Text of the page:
Bonnie Stevens

Brain Food - Reporter/Host
Bonnie Stevens

A sophisticated new lab on the campus of Northern Arizona University is helping researchers study the intricate mechanics of the human body. From increasing athletic performance to improving movement for people with conditions like cerebral palsy, the Human Performance Lab at the Center for Bioengineering Innovation is a hub for groundbreaking research. Anthony Hassel is a biologist at NAU.


We all react differently to seeing someone in distress. Some feel empathy. Some don’t. Some feel the pain so strongly they take it on as their own. Flagstaff social neuroscientist Chad Woodruff is trying to measure compassion and empathy by recording the activity of “mirror” or “social neurons” in the brain. 


Brendan Borrell/the-scientist.com

Scientists are studying the DNA of a deadly tropical fungus to learn how it is able to adapt in a foreign environment. Cryptococcus gattii is believed to have originated in the jungles of Brazil, but has been making people sick in the Pacific Northwest of the United States for about 20 years. David Engelthaler, the director of TGen in Flagstaff, wants to know how strains of the fungus are evolving and spreading disease.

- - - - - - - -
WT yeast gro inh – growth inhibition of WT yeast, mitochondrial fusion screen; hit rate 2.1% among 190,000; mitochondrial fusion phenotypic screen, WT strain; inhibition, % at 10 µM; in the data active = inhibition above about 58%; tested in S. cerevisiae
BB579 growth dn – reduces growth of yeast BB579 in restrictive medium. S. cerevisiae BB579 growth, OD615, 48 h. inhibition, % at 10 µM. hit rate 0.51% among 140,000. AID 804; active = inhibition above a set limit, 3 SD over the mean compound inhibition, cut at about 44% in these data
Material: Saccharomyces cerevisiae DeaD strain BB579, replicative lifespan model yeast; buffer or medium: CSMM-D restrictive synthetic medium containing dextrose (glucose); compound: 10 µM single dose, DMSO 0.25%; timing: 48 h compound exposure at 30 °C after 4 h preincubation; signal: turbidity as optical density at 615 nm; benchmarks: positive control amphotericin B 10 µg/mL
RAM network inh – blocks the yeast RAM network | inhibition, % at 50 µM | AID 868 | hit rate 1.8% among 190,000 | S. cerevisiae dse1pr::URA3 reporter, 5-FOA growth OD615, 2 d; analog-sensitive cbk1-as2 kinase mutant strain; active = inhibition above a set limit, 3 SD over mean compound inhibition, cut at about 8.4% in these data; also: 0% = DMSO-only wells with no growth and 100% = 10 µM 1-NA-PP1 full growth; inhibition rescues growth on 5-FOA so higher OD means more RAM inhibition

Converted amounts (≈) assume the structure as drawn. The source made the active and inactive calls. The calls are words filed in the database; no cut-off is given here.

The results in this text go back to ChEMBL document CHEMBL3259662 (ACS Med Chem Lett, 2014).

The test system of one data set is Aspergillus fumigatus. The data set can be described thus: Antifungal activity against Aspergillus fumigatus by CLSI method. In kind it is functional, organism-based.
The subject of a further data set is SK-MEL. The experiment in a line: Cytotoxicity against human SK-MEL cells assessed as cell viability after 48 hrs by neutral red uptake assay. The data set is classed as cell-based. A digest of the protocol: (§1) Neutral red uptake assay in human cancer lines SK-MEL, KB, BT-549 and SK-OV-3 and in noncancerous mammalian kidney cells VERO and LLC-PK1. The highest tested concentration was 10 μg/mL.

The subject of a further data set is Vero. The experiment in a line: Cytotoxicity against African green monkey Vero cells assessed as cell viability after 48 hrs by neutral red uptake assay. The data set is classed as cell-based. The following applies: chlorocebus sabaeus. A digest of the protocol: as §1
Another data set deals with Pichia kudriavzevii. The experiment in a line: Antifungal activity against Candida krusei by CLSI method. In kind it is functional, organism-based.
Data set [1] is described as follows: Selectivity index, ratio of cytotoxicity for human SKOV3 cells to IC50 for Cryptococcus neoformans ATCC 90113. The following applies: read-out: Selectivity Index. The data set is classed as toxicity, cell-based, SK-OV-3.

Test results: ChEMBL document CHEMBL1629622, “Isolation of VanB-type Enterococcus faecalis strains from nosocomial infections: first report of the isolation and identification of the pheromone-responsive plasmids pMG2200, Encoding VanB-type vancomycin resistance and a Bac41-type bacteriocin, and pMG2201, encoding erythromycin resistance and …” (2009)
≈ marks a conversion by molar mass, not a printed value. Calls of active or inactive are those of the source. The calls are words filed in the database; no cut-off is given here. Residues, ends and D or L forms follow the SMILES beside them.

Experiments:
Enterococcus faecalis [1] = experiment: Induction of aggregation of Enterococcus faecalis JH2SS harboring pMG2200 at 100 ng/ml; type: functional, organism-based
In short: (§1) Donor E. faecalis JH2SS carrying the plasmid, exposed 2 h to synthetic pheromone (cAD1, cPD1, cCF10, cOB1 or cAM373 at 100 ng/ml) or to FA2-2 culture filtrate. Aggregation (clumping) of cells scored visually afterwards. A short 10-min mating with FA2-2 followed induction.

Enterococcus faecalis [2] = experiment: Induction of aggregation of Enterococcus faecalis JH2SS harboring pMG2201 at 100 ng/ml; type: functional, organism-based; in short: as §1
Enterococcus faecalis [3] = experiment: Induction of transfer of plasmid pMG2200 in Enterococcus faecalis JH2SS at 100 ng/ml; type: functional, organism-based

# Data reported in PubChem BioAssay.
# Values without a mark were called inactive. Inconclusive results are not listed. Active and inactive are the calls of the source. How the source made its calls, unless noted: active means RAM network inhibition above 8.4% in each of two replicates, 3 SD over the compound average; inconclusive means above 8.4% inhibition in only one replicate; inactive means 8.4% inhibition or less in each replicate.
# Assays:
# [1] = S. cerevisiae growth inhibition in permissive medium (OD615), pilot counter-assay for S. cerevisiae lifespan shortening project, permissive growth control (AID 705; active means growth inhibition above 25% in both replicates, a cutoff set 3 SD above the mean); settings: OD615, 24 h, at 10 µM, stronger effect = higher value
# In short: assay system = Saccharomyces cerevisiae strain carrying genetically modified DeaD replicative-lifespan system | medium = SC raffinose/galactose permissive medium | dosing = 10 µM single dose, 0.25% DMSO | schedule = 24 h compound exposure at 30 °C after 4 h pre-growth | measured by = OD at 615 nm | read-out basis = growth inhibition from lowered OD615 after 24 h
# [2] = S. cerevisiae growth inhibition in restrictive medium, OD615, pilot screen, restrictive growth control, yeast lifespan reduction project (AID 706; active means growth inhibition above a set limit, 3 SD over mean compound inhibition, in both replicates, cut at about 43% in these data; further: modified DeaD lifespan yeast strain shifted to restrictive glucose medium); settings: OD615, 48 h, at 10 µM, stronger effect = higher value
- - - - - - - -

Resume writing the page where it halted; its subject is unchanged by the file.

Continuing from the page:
eagles.org

Avian ecologists are concerned that a warming, drying climate may negatively impact the population of golden eagles in the Southwest. In order to trap, track and monitor their behavior, researcher Tom Koronkiewicz with SWCA Environmental Consultants is leaving deer and elk carcasses near nesting sites north of Flagstaff.


HYPO2

Flagstaff has long been a destination for elite athletes to train at high altitude. From swimmers at the Wall Aquatic Center to runners on the trails, working out at 7,000 feet can increase oxygen-carrying red blood cells by 4 or 5 percent. Now, new research shows the longer athletes train at high elevation, the better the results. Dan Bergland is a sports physiologist at HYPO2, Flagstaff’s high-altitude training camp. 


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